Other paintings by Chase that have deal with female figures within exotic interiors (some more exotic than others) include In the Studio (c. 1884), The Inner Studio, Tenth Street (1882), Alice in Studio in Shinnecock Long Island Sun (c. 1900), Weary aka Who Rang? (c. 1889), Did You Speak to Me? (1897), and also the pastel drawing May I Come In? (1893). Most, if not all, of these works of art are depictions of Chase’s studios (I am only uncertain about where Weary aka Who Rang? was painted – does anyone know?). When looking at all of these paintings by Chase, I am reminded of another 19th century artist, the Brazilian painter José Ferraz de Almeida Júnior. Almeida Júnior also was interested in depicting female figures within the studio space, although he added an element of sensuality to his works of art by depicting nude or partially-undressed figures.

José Ferreira Almeida Junior, O Descanso do Modelo (The Model's Rest), 1882

José Ferreira Almeida Junior, O Descanso do Modelo (The Model’s Rest), 1882

Also like Chase, Almeida Júnior includes a female figure in an artist’s studio that is surrounded by exotic objects. The decorative and exotic nature of the fertile female body is emphasized through the partially-undressed female figure; her exposed, curvy form is placed in the center of the composition for the viewer to immediately appreciate. Although I do feel like Chase’s female figures have much more subjecthood and individual personality than Almeida Júnior’s sensuous model in this painting (we can’t even see her face!), in both instances the female figure helps to heighten the exoticism of the artist’s luxurious objects found within the studio space.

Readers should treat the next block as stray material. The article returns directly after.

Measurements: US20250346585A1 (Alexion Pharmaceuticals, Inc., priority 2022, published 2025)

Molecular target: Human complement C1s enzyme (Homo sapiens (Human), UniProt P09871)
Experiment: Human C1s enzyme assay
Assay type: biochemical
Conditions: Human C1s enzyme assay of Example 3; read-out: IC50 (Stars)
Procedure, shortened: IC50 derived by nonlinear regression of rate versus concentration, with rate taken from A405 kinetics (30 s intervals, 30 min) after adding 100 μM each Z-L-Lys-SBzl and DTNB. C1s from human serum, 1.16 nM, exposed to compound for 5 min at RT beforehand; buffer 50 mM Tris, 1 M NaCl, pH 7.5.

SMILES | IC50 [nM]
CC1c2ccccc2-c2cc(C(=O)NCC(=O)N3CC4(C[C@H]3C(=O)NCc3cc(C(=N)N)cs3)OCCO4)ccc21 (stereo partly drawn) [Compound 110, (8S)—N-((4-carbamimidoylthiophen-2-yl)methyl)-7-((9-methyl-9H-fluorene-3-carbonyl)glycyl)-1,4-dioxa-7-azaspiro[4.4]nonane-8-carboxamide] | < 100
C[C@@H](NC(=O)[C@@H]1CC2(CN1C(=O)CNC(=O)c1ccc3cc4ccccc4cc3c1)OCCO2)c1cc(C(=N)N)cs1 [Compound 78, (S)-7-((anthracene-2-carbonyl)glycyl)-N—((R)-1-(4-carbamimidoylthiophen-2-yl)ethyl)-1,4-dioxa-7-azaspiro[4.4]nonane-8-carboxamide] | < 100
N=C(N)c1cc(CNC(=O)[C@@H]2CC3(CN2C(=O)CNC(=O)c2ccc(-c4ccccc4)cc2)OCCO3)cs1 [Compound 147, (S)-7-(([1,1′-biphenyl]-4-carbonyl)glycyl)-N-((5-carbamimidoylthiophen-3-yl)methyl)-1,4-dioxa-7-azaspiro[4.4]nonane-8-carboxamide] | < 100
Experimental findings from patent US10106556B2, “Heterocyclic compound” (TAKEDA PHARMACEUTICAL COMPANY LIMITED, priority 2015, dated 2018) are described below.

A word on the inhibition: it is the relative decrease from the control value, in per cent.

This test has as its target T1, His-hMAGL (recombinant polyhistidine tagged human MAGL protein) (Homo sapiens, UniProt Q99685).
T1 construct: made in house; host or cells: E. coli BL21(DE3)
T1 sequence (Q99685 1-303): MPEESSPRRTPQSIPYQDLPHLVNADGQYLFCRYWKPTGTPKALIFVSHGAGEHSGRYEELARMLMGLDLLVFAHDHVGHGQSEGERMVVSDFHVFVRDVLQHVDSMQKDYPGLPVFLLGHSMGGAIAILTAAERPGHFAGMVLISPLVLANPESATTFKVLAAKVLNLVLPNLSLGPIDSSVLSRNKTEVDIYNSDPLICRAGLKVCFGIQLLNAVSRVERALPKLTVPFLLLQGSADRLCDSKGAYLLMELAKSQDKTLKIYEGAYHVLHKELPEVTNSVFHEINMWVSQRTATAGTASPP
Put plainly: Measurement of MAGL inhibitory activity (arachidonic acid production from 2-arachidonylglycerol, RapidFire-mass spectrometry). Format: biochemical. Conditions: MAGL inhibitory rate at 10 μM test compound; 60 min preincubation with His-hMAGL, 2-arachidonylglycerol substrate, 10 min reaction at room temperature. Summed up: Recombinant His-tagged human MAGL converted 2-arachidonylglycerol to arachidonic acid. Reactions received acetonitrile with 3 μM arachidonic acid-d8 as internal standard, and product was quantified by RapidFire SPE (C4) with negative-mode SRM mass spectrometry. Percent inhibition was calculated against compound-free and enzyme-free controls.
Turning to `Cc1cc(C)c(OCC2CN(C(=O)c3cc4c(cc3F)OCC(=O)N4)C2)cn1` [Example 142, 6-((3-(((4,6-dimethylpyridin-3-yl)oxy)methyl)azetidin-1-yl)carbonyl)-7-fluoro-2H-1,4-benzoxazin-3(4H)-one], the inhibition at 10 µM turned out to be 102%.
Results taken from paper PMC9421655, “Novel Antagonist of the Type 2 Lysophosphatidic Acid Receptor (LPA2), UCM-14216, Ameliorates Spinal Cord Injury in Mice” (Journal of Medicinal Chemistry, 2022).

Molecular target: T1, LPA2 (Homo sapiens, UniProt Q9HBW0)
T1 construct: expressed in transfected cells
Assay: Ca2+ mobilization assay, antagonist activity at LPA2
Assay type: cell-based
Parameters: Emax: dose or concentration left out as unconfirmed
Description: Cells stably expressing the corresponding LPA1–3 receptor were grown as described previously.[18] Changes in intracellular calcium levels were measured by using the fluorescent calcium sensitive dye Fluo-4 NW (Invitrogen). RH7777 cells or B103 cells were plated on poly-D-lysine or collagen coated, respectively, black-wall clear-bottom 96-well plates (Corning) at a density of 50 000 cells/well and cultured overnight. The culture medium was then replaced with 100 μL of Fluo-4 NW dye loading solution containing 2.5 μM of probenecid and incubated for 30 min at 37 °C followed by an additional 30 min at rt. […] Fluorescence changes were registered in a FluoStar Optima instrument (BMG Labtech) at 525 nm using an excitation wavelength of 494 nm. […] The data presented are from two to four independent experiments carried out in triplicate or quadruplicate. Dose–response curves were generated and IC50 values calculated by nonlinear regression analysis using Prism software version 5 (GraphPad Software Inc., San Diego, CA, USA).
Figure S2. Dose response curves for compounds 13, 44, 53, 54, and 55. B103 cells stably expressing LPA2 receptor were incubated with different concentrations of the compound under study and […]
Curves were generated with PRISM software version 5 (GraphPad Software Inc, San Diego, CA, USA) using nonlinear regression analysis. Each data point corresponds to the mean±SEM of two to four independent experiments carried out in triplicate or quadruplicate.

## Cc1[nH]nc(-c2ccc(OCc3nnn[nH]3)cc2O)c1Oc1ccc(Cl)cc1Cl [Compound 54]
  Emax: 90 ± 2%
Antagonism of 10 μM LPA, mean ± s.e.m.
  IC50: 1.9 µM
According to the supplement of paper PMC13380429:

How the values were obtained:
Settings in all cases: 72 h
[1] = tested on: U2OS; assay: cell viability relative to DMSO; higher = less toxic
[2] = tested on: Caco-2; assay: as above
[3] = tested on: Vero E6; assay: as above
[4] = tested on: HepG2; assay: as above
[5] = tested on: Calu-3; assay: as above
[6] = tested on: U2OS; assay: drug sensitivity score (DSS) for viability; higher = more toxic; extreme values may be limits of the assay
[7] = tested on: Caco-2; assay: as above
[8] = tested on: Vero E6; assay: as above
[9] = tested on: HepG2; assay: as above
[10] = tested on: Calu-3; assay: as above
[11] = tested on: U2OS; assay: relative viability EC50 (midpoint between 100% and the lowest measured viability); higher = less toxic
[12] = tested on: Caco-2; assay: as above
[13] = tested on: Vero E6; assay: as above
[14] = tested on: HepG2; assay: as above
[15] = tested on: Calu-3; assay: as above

I think that Almeida Júnior especially focuses on the sexual and sensual associations of the female model within the studio space with another painting, O Importuno (shown below).2 Although Almeida Júnior does not depict the female model with exposed flesh in this work of art, the subject of the cowering model in underclothes (presumably hiding because someone has knocked on the door) suggests an element of sexuality and even scandal. And, once again, the decorative female form seems to be associated with exoticism and luxury: the model hides behind a richly embroidered tapestry, while she stands next to an Oriental rug and fur rug pelt.

José Ferraz de Almeida Júnior, "O Importuno ("Inopportune"), 1898